Beautiful Handmade Statement Necklaces and other Fabulousness from Neena Shilvock - Inspirations and Designs From the Week Gone by
Hello folks, thanks for joining me again this week. Well, they're calling it a summer monsoon (I've never heard of a winter monsoon) here in the UK, there has been flooding in low lying areas, continuous rain, very reminiscent of my childhood in India when the newspapers reported a 'depression in the Bay of Bengal'. As a child I had a very literal imagination, and I thought millions of people were sad and crying in the Bay of Bengal for some reason, and the rain was their tears falling upon us. Just now, I can certainly tell you that I am very depressed and fed up in Warwickshire, although the garden doesn't seem to mind it at all and is smiling away.
I love the photograph in the 'ad' above - I took the picture and turned it into an ad for my show at Warwickshire Open Studios using an app called Canva. I told Danielle that she looked like 'The Lady of Shalott' from the poem by Tennyson. We read it at school, and it is such a romantic poem about this lady who is cursed to never look out of her window. She spends her life in a turreted castle weaving tapestry, using scenes of the world outside from reflections in her mirror. One morning she sees this beautiful man ride by in said mirror and cannot resist it. She takes a direct look at the fair Lancelot who is generally thought to be one of the most handsome men in literature, and 'the mirror crack'd from side to side' - she meekly went and lay down in a little boat and died while floating down the river. I think I might have fought death a bit in her place, and a bit of screaming, kicking and biting might have happened, but hey! that wouldn't have been quite so romantic. If you haven't read it, I commend it to you, and here's a link.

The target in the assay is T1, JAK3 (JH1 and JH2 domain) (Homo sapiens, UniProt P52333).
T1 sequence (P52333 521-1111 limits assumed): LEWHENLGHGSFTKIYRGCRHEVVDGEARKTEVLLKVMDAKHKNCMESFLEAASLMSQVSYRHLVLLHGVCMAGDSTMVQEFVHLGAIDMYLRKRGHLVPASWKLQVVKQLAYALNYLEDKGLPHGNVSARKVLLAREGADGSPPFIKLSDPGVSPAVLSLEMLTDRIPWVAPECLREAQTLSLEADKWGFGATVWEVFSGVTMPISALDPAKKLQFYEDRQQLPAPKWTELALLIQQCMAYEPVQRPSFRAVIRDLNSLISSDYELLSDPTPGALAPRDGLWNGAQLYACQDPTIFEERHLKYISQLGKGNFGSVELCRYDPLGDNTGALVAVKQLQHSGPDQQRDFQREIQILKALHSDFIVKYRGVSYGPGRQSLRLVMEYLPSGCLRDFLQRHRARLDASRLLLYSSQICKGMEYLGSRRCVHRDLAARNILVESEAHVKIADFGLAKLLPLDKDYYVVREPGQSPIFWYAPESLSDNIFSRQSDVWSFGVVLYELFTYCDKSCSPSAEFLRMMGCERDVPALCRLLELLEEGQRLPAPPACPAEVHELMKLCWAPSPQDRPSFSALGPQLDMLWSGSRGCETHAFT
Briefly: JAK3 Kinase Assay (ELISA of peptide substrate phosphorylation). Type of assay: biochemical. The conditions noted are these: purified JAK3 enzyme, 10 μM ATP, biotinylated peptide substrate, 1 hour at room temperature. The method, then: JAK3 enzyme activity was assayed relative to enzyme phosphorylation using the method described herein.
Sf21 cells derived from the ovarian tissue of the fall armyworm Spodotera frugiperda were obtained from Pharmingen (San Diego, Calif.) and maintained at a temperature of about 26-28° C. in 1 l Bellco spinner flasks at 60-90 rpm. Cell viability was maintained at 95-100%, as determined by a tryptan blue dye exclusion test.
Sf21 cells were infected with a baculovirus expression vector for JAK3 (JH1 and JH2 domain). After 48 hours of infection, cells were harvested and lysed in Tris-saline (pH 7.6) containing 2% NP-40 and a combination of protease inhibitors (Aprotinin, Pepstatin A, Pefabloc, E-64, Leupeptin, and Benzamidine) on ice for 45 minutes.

I must have been in a very romantic mood (see above) in the last few weeks, although Mike hasn't seen too much benefit from it. A Ghazal is a poem set to music in Urdu or Arabic originating in Persia. Once religious, they are now mainly romantic, and speak of unrequited or unfulfilled love. There are some really beautiful Ghazals I learned while growing up and I so wish I had a better singing voice.
I found this pendant online in a shop based in Lahore, Pakistan - it originated in Afghanistan. I've made necklaces with such pendants before, but usually use lapis or coral to give it an earthy, folksy look. This time I used titanium coated quartz nuggets and lost wax cast beads from Africa to add a bit of dull gold to the mix.
I love the way it came out. I can see a woman in this necklace, wearing loose skirts, drying her long hair, humming a ghazal as she adorns herself with jasmine and perfume while she waits for her lover - unfortunately, the lover is probably married and she is wasting her time waiting for him as he's gonna go straight back to wifie. But who are we to burst her bubble? Let her dream awhile yet!
Spirit of the Sea
I made this clasp from copper clay in my kiln a while ago, but I don't think it made it to the blog as I hadn't polished it to my satisfaction. I spent an entire evening shining it up recently and put it with a string of raw blue quartz nuggets and freshwater pearls. The clasp is meant to be worn to one side, but can be worn so that it acts as a pendant.
Have I used shades of blue all week because the weather is so lousy?? Who knows? Either way, I'm very happy with both pieces. Do you like them?
That's my lot for this week, folks, have a wonderful time and I'll catch you next Friday, same time, same place.